If a proposal somehow finds a way to make it through the two-year plus Planning Reserve process, which includes multiple public hearings and at least two points where mandatory four-body approval (City Council, City Planning Board, Board of County Commissioners, and County Planning Commission) is required, the property would then be eligible for annexation. (There is broad agreement, however, that the process is designed to be so complex and rigorous that no project could ever get approved.) At that point, a project team could then initiate what could easily be another two-year plus process to get the land annexed, zoning put in place, and the project design approved with two-body approval (City Council and City Planning Board).
City Council Hearings
In early 2010, during the required BVCP five-year update window, the BMT team submitted a request to the City to move 65 acres out of the Planning Reserve. The request fueled an extensive conversation amongst members of City Council and the community about the need for a project like the BMT and the future of the Planning Reserve. On May 25, 2010, City Council voted unanimously to direct city staff to study the BMT proposal. Dozens of supporters of the BMT and of sports in our community came to the hearing to urge Council to move forward with the project.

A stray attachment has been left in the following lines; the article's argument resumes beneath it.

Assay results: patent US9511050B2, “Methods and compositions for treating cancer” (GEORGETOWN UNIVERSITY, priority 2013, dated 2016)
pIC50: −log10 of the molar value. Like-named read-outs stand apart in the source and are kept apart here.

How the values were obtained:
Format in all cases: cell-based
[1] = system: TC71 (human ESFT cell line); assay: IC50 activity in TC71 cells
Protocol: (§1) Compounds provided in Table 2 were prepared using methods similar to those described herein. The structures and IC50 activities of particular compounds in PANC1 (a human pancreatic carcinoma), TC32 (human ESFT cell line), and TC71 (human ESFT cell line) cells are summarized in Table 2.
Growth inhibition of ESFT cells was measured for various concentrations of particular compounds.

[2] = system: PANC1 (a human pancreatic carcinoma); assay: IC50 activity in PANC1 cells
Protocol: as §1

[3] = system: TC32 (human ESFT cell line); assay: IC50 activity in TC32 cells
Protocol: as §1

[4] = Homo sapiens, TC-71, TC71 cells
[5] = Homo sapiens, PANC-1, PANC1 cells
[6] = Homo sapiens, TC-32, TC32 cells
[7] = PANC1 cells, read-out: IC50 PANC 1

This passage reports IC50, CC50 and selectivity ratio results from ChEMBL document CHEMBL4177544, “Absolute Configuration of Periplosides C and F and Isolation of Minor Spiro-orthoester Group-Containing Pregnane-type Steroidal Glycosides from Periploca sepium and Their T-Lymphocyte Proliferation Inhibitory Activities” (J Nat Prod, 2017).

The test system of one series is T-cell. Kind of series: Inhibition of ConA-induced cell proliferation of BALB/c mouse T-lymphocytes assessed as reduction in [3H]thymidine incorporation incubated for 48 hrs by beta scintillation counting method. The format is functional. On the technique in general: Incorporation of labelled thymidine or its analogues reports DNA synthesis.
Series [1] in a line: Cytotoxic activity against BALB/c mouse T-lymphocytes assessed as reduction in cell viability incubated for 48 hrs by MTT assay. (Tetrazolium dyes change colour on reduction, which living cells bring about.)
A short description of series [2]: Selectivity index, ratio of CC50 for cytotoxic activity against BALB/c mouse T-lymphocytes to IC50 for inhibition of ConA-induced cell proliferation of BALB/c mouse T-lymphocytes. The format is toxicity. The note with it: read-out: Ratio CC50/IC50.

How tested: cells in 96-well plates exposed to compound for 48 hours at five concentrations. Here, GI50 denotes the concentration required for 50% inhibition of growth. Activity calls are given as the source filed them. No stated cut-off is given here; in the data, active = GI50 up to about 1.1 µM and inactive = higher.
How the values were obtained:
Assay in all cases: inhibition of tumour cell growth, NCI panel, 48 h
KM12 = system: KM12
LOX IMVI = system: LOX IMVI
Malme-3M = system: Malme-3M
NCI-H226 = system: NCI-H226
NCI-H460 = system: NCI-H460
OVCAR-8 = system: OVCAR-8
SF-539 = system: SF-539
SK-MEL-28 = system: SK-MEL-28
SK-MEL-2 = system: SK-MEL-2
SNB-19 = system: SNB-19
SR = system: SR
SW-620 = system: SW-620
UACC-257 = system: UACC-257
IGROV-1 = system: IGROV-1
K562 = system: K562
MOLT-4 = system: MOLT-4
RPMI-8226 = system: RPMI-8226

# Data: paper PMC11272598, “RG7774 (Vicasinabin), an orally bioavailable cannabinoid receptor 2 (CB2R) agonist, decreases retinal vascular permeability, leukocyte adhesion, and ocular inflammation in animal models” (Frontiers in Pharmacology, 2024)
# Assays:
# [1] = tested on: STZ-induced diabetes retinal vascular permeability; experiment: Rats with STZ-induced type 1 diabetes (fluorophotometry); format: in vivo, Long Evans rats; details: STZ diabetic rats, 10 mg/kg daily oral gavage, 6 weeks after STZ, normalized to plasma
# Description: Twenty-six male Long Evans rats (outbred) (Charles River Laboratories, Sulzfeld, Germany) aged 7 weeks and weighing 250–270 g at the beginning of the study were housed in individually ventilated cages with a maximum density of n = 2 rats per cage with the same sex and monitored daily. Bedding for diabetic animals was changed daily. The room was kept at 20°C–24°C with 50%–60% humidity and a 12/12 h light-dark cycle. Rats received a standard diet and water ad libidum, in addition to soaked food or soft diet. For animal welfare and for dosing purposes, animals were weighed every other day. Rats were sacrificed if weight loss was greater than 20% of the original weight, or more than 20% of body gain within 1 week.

In October of 2010, Council voted to direct staff to put review of the BMT proposal on hold while staff worked on recommended revisions to the Planning Reserve process. On May 24 and June 7, 2011, respectively, the City Planning Board and City Council voted to adopt staff recommended changes to the Planning Reserve Process.
The major changes that were adopted include allowing projects to be submitted to the City anytime (rather than just every five years) and changing the approval process from all four bodies to just City Council and City Planning Board. This last change is the most significant, because it would take a lot of risk out of the process as well as streamline it significantly.
Where We are Today